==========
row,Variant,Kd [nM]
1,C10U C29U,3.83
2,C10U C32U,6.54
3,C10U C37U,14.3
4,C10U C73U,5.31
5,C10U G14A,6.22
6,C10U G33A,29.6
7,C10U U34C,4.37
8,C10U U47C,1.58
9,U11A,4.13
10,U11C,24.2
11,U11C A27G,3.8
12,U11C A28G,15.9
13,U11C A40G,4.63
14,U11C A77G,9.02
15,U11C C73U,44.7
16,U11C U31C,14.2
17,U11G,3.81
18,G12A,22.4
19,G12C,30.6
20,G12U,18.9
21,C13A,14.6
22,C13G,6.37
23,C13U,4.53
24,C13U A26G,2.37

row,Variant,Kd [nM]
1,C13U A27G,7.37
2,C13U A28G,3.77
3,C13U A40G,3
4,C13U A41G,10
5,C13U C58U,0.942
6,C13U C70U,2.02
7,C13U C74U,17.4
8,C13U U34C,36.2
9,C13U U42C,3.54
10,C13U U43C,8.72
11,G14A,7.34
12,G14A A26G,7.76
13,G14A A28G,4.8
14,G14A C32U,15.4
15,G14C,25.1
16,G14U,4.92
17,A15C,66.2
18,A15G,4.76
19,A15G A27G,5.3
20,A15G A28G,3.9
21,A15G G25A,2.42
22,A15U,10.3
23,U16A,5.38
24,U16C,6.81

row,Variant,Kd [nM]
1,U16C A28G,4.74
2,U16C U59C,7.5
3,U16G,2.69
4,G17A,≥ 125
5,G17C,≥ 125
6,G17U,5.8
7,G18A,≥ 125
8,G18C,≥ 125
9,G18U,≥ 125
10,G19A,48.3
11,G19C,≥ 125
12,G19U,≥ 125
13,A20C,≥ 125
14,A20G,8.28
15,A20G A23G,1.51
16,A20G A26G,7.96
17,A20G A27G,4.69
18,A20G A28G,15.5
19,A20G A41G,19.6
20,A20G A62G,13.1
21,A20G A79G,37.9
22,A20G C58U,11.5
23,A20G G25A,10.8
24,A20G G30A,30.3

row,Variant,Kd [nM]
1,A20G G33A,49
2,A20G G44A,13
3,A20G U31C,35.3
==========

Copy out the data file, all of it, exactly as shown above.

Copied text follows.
row,Variant,Kd [nM]
1,C10U C29U,3.83
2,C10U C32U,6.54
3,C10U C37U,14.3
4,C10U C73U,5.31
5,C10U G14A,6.22
6,C10U G33A,29.6
7,C10U U34C,4.37
8,C10U U47C,1.58
9,U11A,4.13
10,U11C,24.2
11,U11C A27G,3.8
12,U11C A28G,15.9
13,U11C A40G,4.63
14,U11C A77G,9.02
15,U11C C73U,44.7
16,U11C U31C,14.2
17,U11G,3.81
18,G12A,22.4
19,G12C,30.6
20,G12U,18.9
21,C13A,14.6
22,C13G,6.37
23,C13U,4.53
24,C13U A26G,2.37

row,Variant,Kd [nM]
1,C13U A27G,7.37
2,C13U A28G,3.77
3,C13U A40G,3
4,C13U A41G,10
5,C13U C58U,0.942
6,C13U C70U,2.02
7,C13U C74U,17.4
8,C13U U34C,36.2
9,C13U U42C,3.54
10,C13U U43C,8.72
11,G14A,7.34
12,G14A A26G,7.76
13,G14A A28G,4.8
14,G14A C32U,15.4
15,G14C,25.1
16,G14U,4.92
17,A15C,66.2
18,A15G,4.76
19,A15G A27G,5.3
20,A15G A28G,3.9
21,A15G G25A,2.42
22,A15U,10.3
23,U16A,5.38
24,U16C,6.81

row,Variant,Kd [nM]
1,U16C A28G,4.74
2,U16C U59C,7.5
3,U16G,2.69
4,G17A,≥ 125
5,G17C,≥ 125
6,G17U,5.8
7,G18A,≥ 125
8,G18C,≥ 125
9,G18U,≥ 125
10,G19A,48.3
11,G19C,≥ 125
12,G19U,≥ 125
13,A20C,≥ 125
14,A20G,8.28
15,A20G A23G,1.51
16,A20G A26G,7.96
17,A20G A27G,4.69
18,A20G A28G,15.5
19,A20G A41G,19.6
20,A20G A62G,13.1
21,A20G A79G,37.9
22,A20G C58U,11.5
23,A20G G25A,10.8
24,A20G G30A,30.3

row,Variant,Kd [nM]
1,A20G G33A,49
2,A20G G44A,13
3,A20G U31C,35.3